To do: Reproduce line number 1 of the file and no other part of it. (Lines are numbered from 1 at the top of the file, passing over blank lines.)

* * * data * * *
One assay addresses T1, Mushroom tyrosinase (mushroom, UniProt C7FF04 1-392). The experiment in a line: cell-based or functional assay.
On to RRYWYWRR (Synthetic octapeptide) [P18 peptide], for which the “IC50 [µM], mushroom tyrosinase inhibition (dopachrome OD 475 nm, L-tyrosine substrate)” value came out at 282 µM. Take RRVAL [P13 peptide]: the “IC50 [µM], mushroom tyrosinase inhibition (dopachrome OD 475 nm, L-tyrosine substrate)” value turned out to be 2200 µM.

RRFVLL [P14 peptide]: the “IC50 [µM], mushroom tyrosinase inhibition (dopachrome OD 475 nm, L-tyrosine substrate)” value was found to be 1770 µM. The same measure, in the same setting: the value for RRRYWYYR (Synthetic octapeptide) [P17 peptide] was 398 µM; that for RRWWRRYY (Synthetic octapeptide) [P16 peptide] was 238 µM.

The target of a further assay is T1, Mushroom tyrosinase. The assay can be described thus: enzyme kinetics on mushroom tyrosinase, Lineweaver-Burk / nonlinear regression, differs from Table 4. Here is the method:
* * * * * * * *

One assay addresses T1, Mushroom tyrosinase (mushroom, UniProt C7FF04 1-392). The experiment in a line: cell-based or functional assay.